- Joe Biden won Super Tuesday states where he didn’t spend money or visit.
- Now he is stuck inside due to the coronavirus pandemic, unable to campaign on the road.
- But polls show he’s leading Trump in key states, meaning Biden could be the first phantom candidate elected president.
- Michael Gordon is a longtime Democratic strategist, a former spokesperson for the Justice Department, and the principal for the strategic-communications firm Group Gordon.
- This is an opinion column. The thoughts expressed are those of the author.
- Visit Business Insider’s homepage for more stories.
Every four years, modern presidential campaigning evolves. Something new happens that transforms conventional wisdom, be it a change in technology, turnout, or tactic.
This year, presidential campaigning has devolved. And it isn’t just because the coronavirus pandemic has stopped the world. It’s also the way the primaries unfolded.
On Super Tuesday, former Vice President Joe Biden won several states he neither campaigned in – even one time – nor spent money in. The virus then took over, but the momentum from those wins resulted in Biden effortlessly trouncing Sen. Bernie Sanders in state after state.
Now, with the general election approaching and a pandemic still gripping the country, the challenge will be to reach voters in new ways. Governors who tilt the balance of public health and economics toward saving lives will rightly restrict large gatherings. That means candidates will lose the high touch (literally and figuratively) opportunities to reach voters through rallies, policy events, and town halls — plus the local free media in swing states that comes with the territory.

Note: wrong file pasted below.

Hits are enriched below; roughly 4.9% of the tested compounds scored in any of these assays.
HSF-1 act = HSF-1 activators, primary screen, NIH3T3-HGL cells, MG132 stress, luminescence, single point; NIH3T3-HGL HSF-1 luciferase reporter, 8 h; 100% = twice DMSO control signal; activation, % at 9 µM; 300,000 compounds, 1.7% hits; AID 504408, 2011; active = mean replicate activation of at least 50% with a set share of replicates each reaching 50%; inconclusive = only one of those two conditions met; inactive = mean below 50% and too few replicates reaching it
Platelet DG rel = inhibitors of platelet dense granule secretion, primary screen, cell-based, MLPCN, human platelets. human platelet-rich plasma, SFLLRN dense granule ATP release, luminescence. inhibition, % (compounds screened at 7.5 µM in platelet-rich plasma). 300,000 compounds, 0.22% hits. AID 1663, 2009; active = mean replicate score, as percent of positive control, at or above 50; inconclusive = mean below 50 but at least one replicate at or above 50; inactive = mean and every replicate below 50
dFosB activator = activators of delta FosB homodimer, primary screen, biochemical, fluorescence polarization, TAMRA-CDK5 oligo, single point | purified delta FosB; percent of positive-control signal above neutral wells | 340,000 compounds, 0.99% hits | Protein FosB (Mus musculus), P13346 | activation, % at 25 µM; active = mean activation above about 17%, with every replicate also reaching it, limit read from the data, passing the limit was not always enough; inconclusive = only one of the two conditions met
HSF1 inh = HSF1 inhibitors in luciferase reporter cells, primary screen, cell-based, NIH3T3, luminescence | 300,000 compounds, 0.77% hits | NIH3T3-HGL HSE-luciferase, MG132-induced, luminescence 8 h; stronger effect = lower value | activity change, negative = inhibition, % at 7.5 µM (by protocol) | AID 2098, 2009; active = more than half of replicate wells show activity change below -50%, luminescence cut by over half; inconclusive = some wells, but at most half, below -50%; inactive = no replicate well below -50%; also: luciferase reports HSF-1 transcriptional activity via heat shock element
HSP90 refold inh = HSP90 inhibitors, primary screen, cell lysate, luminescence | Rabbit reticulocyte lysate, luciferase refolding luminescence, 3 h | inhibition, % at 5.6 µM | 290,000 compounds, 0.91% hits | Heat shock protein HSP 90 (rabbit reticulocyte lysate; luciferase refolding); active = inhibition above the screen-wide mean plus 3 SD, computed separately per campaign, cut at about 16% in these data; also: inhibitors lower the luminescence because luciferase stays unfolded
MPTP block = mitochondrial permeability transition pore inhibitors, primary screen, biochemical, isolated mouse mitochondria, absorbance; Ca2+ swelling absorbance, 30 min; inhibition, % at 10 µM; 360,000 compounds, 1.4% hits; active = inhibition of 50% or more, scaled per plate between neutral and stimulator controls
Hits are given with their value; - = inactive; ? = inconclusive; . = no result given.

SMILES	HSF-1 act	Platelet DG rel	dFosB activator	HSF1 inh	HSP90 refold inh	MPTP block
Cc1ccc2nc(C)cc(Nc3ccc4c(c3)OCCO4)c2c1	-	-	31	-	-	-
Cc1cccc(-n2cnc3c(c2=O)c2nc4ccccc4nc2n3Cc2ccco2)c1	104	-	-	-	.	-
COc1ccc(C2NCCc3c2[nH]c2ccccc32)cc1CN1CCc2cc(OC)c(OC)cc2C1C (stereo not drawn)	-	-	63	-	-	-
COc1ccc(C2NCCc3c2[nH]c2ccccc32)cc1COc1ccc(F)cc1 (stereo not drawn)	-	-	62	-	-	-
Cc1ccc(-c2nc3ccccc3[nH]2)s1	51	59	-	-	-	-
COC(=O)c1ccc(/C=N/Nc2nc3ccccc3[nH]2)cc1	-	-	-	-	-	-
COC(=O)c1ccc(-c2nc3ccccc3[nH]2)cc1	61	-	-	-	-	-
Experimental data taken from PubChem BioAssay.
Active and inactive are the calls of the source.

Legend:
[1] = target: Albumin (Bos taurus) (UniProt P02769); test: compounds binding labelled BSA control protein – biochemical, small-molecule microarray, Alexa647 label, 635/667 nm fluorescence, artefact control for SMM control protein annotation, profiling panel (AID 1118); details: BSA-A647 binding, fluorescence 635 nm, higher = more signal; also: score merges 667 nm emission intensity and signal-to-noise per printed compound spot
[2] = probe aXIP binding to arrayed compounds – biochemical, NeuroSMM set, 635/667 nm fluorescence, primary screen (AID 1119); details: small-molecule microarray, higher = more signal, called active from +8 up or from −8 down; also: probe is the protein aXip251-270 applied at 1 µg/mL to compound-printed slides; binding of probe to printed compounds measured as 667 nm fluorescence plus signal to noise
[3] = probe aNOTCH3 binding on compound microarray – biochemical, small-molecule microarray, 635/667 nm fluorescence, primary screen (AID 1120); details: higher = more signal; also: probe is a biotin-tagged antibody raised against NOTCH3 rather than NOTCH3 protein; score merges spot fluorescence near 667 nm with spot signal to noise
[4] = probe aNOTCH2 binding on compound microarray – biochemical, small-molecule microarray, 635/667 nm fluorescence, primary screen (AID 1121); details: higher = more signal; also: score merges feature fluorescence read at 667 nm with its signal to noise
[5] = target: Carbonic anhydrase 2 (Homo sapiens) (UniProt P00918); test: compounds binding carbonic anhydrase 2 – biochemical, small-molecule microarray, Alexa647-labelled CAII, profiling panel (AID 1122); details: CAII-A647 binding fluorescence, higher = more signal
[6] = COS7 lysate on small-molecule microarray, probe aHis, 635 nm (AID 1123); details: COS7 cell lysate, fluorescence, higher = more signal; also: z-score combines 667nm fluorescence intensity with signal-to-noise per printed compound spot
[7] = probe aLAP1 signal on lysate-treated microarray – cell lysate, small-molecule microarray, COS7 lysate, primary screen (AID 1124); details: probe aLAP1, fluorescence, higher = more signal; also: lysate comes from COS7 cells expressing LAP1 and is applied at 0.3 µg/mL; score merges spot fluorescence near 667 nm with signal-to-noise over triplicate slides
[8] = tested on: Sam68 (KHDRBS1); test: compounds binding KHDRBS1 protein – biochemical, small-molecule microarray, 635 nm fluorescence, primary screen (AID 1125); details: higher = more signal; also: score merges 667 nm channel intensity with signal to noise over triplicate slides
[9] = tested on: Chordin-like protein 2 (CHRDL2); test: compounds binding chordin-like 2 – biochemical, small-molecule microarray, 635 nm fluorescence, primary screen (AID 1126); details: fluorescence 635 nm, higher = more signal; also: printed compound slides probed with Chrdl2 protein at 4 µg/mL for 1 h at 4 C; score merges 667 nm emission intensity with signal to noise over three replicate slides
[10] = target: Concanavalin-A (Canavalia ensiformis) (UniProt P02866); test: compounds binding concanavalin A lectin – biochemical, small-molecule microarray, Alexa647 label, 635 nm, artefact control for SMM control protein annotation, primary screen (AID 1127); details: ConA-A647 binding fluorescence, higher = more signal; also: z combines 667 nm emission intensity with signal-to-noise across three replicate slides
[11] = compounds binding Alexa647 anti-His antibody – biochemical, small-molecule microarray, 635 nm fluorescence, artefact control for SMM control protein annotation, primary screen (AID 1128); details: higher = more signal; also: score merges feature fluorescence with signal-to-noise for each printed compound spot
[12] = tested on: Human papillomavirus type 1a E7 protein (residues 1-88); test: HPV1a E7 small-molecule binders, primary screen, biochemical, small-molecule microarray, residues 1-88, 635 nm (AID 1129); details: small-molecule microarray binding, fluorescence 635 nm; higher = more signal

Come November 3, Biden could be the first phantom-elected president. With his wide personal appeal even on the right, he could pull it off.
Biden’s two abilities
In Iowa and New Hampshire, the states that usually catapult presidents, Biden wasn’t anyone’s first, second, or third choice. Then in South Carolina, he became the party favorite because of two important abilities: electability and likeability.
Biden won in 10 of the 14 Super Tuesday states, five of which he had not invested in. And he invested far less than his rivals in the rest of the states that he won. His simultaneous dominance at the polls and absence from the campaign trail has continued to this day.
Despite an early lack of enthusiasm for Biden, the opportunity to fire the president is likely to be exciting enough for Democrats and anti-Trump conservatives.
And while Biden is not out front during the coronavirus pandemic, his decision to stay locked in a basement, pushing his message to people who want to hear it is a wise one. President Trump’s efforts to spin the pandemic to his advantage are backfiring, his neediness to be in the middle is naked, and his attempts at outrage are a yawner. The Trump Daily Show is repellent to many of the people who will decide the presidency. So have at it, Mr. President.
Biden has the early lead in enough swing states to take the White House even though Trump is leading the airtime. Once again, Biden is doing significantly less than the opposition, and again, it’s working.
The values election
Conventional wisdom is that candidates need to stand for something to win, but conventional wisdom is usually wrong. Biden is standing against Trump. This is a values election, and the contrast couldn’t be clearer.
People know Biden. They know his big heart where Trump has none. They know he shows empathy for the stress Americans are under. Trump only shows empathy for himself.
Not only do people know Joe, they know his flaws too. When his gaffe-o-meter hits new heights, even for him, he hasn’t suffered for it. Although voters have shown time and again that they care about issues and not personality, having less airtime for Biden means less ammo for his critics.
Biden has been hit for running a campaign that harkens back to the past. But the past is his strength. Voters know and trust him. With the virus and its economic malaise, plus four years of demagoguery and dishonesty, Americans are looking for comfort. Trump can’t offer that. Joe can.
Michael has a long history in marketing and communications strategy and Democratic politics. He worked in the Clinton administration and as spokesperson for the Clinton Justice Department. He also has served on multiple national, state, and local campaigns.